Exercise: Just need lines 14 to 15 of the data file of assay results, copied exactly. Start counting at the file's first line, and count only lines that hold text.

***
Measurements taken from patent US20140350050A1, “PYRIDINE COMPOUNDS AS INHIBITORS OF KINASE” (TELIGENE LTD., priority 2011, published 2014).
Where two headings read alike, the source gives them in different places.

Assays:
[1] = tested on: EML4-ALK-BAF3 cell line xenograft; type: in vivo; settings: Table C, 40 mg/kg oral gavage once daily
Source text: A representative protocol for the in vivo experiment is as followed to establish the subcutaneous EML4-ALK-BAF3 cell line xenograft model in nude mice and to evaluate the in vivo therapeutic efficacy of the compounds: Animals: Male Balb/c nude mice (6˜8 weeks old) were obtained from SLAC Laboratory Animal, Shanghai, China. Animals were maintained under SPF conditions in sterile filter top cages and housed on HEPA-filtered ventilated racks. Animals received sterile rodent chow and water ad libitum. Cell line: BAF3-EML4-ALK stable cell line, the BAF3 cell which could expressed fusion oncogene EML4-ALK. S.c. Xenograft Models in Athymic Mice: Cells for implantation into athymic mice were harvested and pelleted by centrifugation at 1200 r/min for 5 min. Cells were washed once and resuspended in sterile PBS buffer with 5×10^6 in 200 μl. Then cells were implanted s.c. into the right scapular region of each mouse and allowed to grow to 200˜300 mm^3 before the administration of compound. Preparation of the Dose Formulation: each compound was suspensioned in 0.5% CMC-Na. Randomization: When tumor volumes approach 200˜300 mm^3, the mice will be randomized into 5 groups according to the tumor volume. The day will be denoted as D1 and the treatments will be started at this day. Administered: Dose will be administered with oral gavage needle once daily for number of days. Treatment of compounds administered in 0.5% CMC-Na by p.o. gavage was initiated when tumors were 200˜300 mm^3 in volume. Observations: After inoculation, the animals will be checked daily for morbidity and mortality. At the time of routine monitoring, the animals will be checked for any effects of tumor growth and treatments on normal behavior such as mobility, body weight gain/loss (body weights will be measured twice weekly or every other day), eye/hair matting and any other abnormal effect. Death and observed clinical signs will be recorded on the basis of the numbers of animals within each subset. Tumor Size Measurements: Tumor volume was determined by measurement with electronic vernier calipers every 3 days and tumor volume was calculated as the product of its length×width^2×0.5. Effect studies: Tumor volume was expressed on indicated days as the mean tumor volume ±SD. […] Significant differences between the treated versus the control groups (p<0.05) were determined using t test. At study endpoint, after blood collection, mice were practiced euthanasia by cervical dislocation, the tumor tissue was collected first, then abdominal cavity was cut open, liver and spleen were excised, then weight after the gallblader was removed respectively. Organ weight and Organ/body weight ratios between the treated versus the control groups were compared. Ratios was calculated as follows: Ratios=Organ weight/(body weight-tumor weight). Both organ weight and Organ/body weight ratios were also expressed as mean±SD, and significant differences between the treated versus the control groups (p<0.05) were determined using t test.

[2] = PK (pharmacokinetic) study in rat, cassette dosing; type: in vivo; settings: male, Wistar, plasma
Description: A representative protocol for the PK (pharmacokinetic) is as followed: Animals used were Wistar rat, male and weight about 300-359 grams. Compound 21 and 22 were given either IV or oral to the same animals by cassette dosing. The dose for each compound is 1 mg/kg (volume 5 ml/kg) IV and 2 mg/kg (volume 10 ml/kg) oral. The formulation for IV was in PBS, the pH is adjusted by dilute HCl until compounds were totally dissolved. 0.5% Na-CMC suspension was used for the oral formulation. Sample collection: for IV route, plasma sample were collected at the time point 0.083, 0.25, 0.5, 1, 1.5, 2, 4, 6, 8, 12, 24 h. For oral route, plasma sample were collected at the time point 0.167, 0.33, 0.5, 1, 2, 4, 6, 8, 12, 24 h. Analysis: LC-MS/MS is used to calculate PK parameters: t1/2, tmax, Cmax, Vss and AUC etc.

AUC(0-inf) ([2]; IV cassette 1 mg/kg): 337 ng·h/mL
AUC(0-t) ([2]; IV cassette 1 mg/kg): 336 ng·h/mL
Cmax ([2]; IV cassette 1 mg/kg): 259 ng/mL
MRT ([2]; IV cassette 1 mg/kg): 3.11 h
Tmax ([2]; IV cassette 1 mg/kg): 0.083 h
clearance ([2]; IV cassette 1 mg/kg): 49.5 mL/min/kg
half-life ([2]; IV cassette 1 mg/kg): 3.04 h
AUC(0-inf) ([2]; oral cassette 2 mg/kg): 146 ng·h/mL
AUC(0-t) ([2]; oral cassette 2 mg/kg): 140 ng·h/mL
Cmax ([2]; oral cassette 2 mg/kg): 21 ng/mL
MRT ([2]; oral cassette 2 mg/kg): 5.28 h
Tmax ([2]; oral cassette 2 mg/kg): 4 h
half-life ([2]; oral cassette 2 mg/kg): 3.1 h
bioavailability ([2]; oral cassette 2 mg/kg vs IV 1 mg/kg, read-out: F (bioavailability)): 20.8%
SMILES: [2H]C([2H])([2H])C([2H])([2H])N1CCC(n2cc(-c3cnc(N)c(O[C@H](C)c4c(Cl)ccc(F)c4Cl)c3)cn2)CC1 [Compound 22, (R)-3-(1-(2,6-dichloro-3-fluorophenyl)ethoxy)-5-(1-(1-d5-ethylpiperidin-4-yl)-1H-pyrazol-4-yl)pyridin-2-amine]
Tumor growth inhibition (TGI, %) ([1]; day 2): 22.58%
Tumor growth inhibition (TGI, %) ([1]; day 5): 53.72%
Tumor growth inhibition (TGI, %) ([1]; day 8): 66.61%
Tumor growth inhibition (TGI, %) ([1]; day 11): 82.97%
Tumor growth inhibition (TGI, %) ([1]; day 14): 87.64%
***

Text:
half-life ([2]; IV cassette 1 mg/kg): 3.04 h
AUC(0-inf) ([2]; oral cassette 2 mg/kg): 146 ng·h/mL